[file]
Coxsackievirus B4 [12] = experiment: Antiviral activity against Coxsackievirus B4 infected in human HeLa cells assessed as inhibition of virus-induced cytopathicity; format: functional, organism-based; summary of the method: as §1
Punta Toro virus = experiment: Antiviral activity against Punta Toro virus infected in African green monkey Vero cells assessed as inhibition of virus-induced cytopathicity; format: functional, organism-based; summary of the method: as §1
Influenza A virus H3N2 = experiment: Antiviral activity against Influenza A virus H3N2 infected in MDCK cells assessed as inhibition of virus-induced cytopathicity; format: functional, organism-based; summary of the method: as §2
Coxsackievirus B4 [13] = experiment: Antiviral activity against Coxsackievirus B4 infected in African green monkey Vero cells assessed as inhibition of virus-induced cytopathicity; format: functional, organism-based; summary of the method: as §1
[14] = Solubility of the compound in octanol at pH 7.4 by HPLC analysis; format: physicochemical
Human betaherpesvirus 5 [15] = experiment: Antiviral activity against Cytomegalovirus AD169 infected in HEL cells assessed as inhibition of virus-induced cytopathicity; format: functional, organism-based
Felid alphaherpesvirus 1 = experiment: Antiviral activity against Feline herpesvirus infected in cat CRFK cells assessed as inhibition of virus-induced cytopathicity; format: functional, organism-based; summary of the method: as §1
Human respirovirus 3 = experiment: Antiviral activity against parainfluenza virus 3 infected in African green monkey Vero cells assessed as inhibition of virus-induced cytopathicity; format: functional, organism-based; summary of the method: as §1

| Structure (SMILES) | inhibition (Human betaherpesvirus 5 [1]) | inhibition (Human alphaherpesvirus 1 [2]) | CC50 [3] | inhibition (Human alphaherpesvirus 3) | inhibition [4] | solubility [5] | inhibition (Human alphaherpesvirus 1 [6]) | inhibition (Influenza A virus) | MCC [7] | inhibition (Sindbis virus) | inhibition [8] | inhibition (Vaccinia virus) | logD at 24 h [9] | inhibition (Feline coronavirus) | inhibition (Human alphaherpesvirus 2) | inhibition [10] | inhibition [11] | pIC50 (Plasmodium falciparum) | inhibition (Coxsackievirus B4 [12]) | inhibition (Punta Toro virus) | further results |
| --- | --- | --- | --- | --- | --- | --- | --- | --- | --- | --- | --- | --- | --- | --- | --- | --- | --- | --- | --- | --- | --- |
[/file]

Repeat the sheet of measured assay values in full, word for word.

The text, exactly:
Coxsackievirus B4 [12] = experiment: Antiviral activity against Coxsackievirus B4 infected in human HeLa cells assessed as inhibition of virus-induced cytopathicity; format: functional, organism-based; summary of the method: as §1
Punta Toro virus = experiment: Antiviral activity against Punta Toro virus infected in African green monkey Vero cells assessed as inhibition of virus-induced cytopathicity; format: functional, organism-based; summary of the method: as §1
Influenza A virus H3N2 = experiment: Antiviral activity against Influenza A virus H3N2 infected in MDCK cells assessed as inhibition of virus-induced cytopathicity; format: functional, organism-based; summary of the method: as §2
Coxsackievirus B4 [13] = experiment: Antiviral activity against Coxsackievirus B4 infected in African green monkey Vero cells assessed as inhibition of virus-induced cytopathicity; format: functional, organism-based; summary of the method: as §1
[14] = Solubility of the compound in octanol at pH 7.4 by HPLC analysis; format: physicochemical
Human betaherpesvirus 5 [15] = experiment: Antiviral activity against Cytomegalovirus AD169 infected in HEL cells assessed as inhibition of virus-induced cytopathicity; format: functional, organism-based
Felid alphaherpesvirus 1 = experiment: Antiviral activity against Feline herpesvirus infected in cat CRFK cells assessed as inhibition of virus-induced cytopathicity; format: functional, organism-based; summary of the method: as §1
Human respirovirus 3 = experiment: Antiviral activity against parainfluenza virus 3 infected in African green monkey Vero cells assessed as inhibition of virus-induced cytopathicity; format: functional, organism-based; summary of the method: as §1

| Structure (SMILES) | inhibition (Human betaherpesvirus 5 [1]) | inhibition (Human alphaherpesvirus 1 [2]) | CC50 [3] | inhibition (Human alphaherpesvirus 3) | inhibition [4] | solubility [5] | inhibition (Human alphaherpesvirus 1 [6]) | inhibition (Influenza A virus) | MCC [7] | inhibition (Sindbis virus) | inhibition [8] | inhibition (Vaccinia virus) | logD at 24 h [9] | inhibition (Feline coronavirus) | inhibition (Human alphaherpesvirus 2) | inhibition [10] | inhibition [11] | pIC50 (Plasmodium falciparum) | inhibition (Coxsackievirus B4 [12]) | inhibition (Punta Toro virus) | further results |
| --- | --- | --- | --- | --- | --- | --- | --- | --- | --- | --- | --- | --- | --- | --- | --- | --- | --- | --- | --- | --- | --- |